When a new app is launched there are several reasons to make it “invite-only”. On the surface, it may appear to be some sort of a marketing ploy—to drive interest and hype. Giving the invite a VIP status makes access to the app feel like getting into a super exclusive club.
From a technical point of view, app restrictions are limited by invites because the developers want to keep the numbers down in case something goes wrong. Or it may be because the product is still in its early stages and the devs and designers want to learn how the early users are actually using the app, and then iterate better versions from their findings.
My first invite: Gmail
The earliest such invite I received was for Gmail. In 2004 Yahoo Mail was offering 4 megabytes and Hotmail a mere 2 megabytes of Inbox storage. Then came Google with Gmail. They were offering a whopping 1000 megabytes! They also announced this on the 1st of April. For a company famous for making funny make-believe tech products for April Fools Day, this 1 GB mailbox sounded too good to be true. Alas, it was true. After months of looking for one, finally, in August of 2004, I got an invite from my brother, who got it from one of his friends in Cambridge.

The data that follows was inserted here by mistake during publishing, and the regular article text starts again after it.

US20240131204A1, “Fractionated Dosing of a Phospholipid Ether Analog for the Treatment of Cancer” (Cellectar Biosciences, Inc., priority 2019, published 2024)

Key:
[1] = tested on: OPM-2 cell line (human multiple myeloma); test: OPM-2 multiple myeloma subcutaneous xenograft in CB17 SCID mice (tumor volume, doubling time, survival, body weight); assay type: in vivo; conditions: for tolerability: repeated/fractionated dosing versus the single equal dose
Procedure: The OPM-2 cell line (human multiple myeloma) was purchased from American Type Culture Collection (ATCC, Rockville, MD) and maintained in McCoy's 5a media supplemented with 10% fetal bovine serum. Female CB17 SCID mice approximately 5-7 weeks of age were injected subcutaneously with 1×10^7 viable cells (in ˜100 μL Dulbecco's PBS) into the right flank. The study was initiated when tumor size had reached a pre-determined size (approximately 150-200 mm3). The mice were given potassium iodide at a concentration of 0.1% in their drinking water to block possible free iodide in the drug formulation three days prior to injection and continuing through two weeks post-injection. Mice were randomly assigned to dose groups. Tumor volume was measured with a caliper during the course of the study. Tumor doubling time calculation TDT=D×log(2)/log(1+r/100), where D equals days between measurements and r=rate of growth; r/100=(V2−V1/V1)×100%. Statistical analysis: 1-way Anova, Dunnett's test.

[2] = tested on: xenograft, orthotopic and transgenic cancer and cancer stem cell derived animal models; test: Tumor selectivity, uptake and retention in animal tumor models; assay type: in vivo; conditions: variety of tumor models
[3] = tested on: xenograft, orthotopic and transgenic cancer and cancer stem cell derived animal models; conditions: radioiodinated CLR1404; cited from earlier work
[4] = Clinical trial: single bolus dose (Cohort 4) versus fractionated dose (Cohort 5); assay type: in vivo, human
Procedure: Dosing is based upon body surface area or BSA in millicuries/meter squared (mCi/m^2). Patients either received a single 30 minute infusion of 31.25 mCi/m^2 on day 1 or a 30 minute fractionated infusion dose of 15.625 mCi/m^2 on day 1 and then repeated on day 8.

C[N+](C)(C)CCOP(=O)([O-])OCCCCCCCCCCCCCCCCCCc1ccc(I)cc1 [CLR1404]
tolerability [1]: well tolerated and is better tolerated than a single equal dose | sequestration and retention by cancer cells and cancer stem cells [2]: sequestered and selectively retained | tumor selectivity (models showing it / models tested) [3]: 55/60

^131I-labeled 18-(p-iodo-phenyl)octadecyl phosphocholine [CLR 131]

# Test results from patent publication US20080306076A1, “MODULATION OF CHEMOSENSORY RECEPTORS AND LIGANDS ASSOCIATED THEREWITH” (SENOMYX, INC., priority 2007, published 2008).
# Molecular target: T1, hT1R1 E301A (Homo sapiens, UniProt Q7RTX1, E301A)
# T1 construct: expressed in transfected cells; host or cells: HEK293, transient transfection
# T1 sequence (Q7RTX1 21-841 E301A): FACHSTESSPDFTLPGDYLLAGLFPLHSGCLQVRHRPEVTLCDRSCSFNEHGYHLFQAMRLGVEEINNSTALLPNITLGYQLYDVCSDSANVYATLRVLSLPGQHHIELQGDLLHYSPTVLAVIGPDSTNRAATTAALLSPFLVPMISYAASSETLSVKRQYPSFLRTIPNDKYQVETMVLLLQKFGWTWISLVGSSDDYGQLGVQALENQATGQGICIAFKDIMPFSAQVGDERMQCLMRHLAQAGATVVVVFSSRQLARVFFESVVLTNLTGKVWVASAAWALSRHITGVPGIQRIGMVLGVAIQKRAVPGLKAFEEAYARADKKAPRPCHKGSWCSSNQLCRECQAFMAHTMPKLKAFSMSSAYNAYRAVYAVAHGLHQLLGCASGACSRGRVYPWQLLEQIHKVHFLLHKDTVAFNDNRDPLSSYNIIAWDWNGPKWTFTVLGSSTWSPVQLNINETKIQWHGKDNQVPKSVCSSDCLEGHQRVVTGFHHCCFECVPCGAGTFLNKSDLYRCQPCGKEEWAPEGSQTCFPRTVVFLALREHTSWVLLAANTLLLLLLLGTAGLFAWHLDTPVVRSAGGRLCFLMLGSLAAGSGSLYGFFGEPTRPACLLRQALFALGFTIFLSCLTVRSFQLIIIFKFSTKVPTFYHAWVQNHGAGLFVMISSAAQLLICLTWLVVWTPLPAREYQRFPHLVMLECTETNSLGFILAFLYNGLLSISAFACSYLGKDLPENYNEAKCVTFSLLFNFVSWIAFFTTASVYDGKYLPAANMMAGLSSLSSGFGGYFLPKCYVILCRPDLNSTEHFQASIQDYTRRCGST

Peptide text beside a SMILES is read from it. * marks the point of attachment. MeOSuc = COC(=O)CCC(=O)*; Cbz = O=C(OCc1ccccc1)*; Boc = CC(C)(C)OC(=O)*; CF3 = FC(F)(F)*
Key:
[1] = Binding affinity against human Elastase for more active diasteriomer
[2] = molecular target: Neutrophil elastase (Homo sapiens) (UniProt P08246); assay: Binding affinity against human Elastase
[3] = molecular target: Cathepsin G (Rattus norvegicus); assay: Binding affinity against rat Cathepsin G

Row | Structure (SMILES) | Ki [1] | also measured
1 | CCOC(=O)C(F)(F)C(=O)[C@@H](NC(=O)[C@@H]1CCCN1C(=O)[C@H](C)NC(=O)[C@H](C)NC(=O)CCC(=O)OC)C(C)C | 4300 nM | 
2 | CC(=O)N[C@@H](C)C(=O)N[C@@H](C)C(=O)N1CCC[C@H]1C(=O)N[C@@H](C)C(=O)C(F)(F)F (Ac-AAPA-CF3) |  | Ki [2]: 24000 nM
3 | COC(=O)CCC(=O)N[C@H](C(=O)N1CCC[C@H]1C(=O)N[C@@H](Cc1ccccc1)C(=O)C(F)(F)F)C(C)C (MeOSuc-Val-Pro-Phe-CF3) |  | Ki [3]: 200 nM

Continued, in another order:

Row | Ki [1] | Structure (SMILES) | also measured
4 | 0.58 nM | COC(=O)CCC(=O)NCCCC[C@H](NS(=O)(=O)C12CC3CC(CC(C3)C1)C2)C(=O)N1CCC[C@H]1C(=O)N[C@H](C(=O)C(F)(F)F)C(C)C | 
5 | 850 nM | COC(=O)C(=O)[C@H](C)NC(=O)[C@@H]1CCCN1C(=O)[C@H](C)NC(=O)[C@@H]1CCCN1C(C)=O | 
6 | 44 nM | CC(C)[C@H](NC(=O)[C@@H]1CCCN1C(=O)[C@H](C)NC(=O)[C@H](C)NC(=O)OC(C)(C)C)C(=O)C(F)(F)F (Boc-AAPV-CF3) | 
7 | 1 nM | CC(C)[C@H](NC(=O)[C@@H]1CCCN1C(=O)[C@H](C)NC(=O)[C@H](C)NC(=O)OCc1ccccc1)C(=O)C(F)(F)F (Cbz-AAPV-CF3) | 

Another recent invite-like app was for the UK banking app, Monzo. When they launched they had a virtual queue. If you invited more people then you’d be bumped up the queue. Later, they introduced Golden Tickets—which worked as invites to the app.
There have been so many web services and apps that have launched as invite-only. Recently we’ve had Clubhouse and Dispo open up as invite-only apps. And they won’t be the last. The hype and demand naturally generate so much attention and FOMO. Marketers will use this to their advantage, and make it more than just a dev requirement. I hope that decision-makers behind such apps don’t sacrifice the marketing hyperbole for the useful user experience learnings an invite-only launch could bring.